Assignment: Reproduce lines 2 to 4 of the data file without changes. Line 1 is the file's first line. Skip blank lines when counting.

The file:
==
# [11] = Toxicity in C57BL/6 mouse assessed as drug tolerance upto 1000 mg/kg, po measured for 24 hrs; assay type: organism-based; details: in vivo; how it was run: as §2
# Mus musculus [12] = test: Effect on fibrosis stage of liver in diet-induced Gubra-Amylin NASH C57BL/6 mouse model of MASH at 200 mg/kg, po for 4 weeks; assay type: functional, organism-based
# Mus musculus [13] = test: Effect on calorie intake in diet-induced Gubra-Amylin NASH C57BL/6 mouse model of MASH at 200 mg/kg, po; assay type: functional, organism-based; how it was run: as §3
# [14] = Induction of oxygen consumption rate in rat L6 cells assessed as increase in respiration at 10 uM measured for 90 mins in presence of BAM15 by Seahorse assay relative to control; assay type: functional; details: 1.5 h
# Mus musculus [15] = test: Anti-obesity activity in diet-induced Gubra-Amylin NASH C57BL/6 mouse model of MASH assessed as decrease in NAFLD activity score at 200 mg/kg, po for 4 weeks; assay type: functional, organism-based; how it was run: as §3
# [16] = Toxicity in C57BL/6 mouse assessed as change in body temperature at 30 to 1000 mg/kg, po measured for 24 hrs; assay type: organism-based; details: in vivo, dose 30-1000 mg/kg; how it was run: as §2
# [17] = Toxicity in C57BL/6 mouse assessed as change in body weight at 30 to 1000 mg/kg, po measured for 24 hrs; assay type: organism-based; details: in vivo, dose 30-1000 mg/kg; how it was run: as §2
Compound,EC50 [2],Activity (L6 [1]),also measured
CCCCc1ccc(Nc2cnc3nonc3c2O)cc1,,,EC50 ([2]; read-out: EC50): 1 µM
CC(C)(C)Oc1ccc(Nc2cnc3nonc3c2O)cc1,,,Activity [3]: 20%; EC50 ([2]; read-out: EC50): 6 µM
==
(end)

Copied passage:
# Mus musculus [12] = test: Effect on fibrosis stage of liver in diet-induced Gubra-Amylin NASH C57BL/6 mouse model of MASH at 200 mg/kg, po for 4 weeks; assay type: functional, organism-based
# Mus musculus [13] = test: Effect on calorie intake in diet-induced Gubra-Amylin NASH C57BL/6 mouse model of MASH at 200 mg/kg, po; assay type: functional, organism-based; how it was run: as §3
# [14] = Induction of oxygen consumption rate in rat L6 cells assessed as increase in respiration at 10 uM measured for 90 mins in presence of BAM15 by Seahorse assay relative to control; assay type: functional; details: 1.5 h